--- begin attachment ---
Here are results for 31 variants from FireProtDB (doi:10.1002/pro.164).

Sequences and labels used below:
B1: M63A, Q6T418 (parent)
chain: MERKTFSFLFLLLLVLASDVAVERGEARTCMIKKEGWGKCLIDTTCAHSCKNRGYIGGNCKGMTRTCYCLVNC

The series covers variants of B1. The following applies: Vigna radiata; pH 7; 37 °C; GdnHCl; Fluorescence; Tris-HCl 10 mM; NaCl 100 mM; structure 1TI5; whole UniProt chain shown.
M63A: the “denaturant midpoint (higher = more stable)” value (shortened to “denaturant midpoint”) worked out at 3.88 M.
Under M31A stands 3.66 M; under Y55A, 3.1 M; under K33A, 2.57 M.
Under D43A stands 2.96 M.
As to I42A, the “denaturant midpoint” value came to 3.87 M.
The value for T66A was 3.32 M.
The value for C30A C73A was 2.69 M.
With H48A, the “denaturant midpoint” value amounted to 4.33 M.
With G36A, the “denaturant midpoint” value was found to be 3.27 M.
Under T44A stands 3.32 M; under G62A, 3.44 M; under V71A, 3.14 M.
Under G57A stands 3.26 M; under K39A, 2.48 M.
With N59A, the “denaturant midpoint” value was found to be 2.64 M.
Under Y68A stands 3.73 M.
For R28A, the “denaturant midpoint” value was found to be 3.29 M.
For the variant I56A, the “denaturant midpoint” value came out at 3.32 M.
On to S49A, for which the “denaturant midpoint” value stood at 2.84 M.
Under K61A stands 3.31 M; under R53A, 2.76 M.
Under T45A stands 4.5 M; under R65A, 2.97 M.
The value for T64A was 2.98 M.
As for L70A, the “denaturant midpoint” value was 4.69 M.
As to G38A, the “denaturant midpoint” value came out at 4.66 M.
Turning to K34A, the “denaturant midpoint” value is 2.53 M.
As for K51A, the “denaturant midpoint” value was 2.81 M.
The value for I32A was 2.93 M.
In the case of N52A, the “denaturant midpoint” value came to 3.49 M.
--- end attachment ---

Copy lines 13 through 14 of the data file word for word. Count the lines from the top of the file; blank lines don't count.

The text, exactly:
With G36A, the “denaturant midpoint” value was found to be 3.27 M.
Under T44A stands 3.32 M; under G62A, 3.44 M; under V71A, 3.14 M.